Therefore, it is good to be aware of the tell-tale signs a chicken is not laying eggs.
Here are the main ones to be aware of:
- The hens combs and wattles have faded. This is in direct contrast to a laying hen which will have very pigmented combs and wattles.
- The hens legs have extra and additional pigment. The legs of hens in which are laying well will have paler/bleached legs.
- A hens feathers look pristine or immaculate. Be aware that egg laying hens will have broken feathers or bald patches. This is because their bodies prioritize egg laying opposed to other requirements like their plummage.
These signs can typically be observed in older birds.
However, if you own a younger bird who is not laying, there could be other factors involved which is preventing successful laying.
These are the most common which can give you a place to look and investigate:
- Hen(s) is/are too young, or, too old
- Wrong season; it could be wintertime
- Your hen(s) is/are molting
- Your hen(s) is/are too broody
- Your hen(s) have contract itnernal parasites
- Your hen(s) is/are suffering from an illness.
- Your hen(s) is/are stressed.
- Your hen(s) is/are not eating a sufficient diet – it could be too low in Calcium.
Another possibility is that your hen(s) are laying. However, you may not be finding their eggs or they may have gone by the time you have arrived.
The most common possibilities here are:
- Your hen(s) is/are eating their own eggs.
- Your hen(s) is/are laying their eggs elsewhere in the coop – not in their nesting box
- Predators, or rodents, are accessing the coop and stealing the eggs.
What To Feed Egg Laying Hens
Perhaps the standout factor for ensuring your hens lay eggs throughout the year is an optimal diet. An optimal layer feed will meet most if not all of their nutritional needs and requirements.
The Kalmbach Feeds Organic Layer Feed from Amazon is a great example of a complete feed with all the required nutrients that also contains pre-biotics, pro-biotics and enzymes to ensure your chickens can acquire all the nutrients from within the food.
This is the type of food you need to be feeding – doing so will also result in superior eggs which are higher in Vitamin D and Omega Fatty Acids.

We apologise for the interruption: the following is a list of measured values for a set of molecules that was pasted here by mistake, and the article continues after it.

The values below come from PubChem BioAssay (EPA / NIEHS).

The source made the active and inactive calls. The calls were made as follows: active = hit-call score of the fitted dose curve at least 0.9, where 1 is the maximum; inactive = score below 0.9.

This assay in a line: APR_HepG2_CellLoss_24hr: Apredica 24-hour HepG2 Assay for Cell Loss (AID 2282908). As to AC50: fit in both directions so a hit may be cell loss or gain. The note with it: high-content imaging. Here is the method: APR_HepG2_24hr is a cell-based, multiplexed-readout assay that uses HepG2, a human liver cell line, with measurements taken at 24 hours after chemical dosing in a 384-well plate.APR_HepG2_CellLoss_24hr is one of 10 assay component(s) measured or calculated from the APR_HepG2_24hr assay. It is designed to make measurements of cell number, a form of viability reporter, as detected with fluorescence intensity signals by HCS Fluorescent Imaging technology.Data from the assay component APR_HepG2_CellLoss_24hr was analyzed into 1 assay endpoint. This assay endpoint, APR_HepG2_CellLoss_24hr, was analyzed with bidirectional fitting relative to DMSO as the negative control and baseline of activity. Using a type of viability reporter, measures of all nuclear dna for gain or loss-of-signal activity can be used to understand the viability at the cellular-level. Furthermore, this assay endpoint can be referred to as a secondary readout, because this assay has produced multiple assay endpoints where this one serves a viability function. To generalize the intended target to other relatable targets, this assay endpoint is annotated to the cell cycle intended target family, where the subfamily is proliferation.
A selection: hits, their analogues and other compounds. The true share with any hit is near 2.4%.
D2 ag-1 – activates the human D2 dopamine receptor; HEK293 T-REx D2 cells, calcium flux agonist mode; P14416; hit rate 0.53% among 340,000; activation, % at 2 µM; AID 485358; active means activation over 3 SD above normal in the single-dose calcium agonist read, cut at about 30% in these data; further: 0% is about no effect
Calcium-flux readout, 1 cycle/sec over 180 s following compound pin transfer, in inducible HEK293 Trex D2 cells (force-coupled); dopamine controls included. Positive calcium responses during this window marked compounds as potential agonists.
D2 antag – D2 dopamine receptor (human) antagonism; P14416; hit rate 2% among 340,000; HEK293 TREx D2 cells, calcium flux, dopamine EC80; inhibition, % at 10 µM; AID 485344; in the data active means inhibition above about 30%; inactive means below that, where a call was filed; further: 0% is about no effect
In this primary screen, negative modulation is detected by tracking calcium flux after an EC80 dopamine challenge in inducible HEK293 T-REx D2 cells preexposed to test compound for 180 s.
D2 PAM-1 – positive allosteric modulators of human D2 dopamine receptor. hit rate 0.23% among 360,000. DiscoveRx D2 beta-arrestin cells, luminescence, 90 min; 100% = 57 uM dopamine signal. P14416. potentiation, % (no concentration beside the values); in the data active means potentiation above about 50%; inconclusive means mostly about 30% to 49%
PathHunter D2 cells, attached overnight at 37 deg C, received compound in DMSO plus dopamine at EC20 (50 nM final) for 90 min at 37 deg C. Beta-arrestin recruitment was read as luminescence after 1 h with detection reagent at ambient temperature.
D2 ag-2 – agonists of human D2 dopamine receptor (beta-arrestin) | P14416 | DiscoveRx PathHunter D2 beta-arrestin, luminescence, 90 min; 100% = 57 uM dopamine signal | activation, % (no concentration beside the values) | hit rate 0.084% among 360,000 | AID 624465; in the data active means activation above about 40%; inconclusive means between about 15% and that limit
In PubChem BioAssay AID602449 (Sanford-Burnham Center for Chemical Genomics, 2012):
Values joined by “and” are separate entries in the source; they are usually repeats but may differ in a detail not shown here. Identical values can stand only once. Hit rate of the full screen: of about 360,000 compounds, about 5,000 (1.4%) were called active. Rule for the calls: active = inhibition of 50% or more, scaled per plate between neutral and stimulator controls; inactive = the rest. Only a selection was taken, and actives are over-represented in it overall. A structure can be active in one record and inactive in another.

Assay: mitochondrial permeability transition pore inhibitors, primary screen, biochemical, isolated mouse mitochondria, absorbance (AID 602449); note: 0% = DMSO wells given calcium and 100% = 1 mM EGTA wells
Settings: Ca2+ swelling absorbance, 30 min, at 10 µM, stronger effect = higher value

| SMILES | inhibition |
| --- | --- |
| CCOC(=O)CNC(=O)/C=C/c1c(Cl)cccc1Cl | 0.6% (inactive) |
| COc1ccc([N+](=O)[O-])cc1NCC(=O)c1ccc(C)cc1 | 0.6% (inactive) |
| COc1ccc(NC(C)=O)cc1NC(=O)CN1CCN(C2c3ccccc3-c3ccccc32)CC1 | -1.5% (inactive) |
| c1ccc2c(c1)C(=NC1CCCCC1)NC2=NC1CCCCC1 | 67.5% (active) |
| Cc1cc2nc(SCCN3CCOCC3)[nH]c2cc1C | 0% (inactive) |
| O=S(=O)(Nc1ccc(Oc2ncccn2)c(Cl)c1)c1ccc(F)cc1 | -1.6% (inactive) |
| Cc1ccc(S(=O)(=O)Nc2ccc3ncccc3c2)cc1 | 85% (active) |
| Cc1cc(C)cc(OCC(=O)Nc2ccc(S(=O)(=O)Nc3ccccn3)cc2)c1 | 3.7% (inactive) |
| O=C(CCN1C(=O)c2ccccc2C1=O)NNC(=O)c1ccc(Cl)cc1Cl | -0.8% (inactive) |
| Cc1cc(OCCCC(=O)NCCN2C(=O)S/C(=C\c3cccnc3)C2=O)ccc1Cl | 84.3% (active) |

A laying hen will need to consume around 0.25 pounds (1/2 cup) of a nutrient rich feed every day. This should equate to 90% of their diet.
The other 10% of the diet can be made up of treats (1-2 tablespoons). Only a few small treats should be provided each day.
If you observe that your hens are not laying a sufficient number of eggs in the warmer, lighter months, then you should first check that they are consuming enough laying feed.
From there, you can look at some of the other factors referenced above.
That being said, so long as you are providing a healthy and optimal layer feed to your hens, and assuming they are the right age and it is egg-laying season, you should expect 1 egg per hen per day.
The average healthy chicken produces and lays an impressive amount of eggs per year. So long as the right conditions are met, you can expect an egg per day for the majority of a hens life.
That being said, a chicken will not lay an egg everyday for their entire lives.
Starting at 18 weeks, peaking at 2 years and declining by 10% for each year thereafter.
Nonetheless, with a small flock of chickens you can still expect several thousand eggs per year.
When keeping chickens, there is a lot you need to consider to keep them healthy. You also need to take into account external factors like the weather, seasons and light/dark cycles.
Depending on why egg laying slows, may dictate whether there are thing you can do to try and increase production once more.
Either way, ensuring your birds have a high quality laying feed is the best thing you can do.
Why have my chickens stopped laying eggs? Chickens may stop laying eggs for several different reasons. However, the main reasons that a hen can layer few eggs include: not enough access to light, an inadequate coop environment, poor nutrition, stress, molt or age. While some of these factors are a natural response and there is little you can do, others can be rectified with some changes and optimizations (such as to their diet and environment). Making such changes can see a return to normal egg laying.
How do I get my chickens to lay eggs again? If your chickens have stopped laying eggs then first and foremost you need to identify why. Some factors may be out of your control, such as the birds age. However, if you observe that egg laying slows down due to stress, poor nutrition or stress caused by the coop – then you can look to introduce measures to improve egg laying production. Providing higher quality feed, cleaning out nest boxes, ensuring there is sufficient open areas, providing calcium supplementation, improving the security of the coop, providing better access to fresh water and controlling parasites are some of the most effective areas to focus on.
I am a practiced pet owner with decades of experience owning a number of different pets. I am also the main writer and chief editor here at Pet Educate; a site I created to share everything I’ve learned about pet ownership over the years and my extensive research along the way.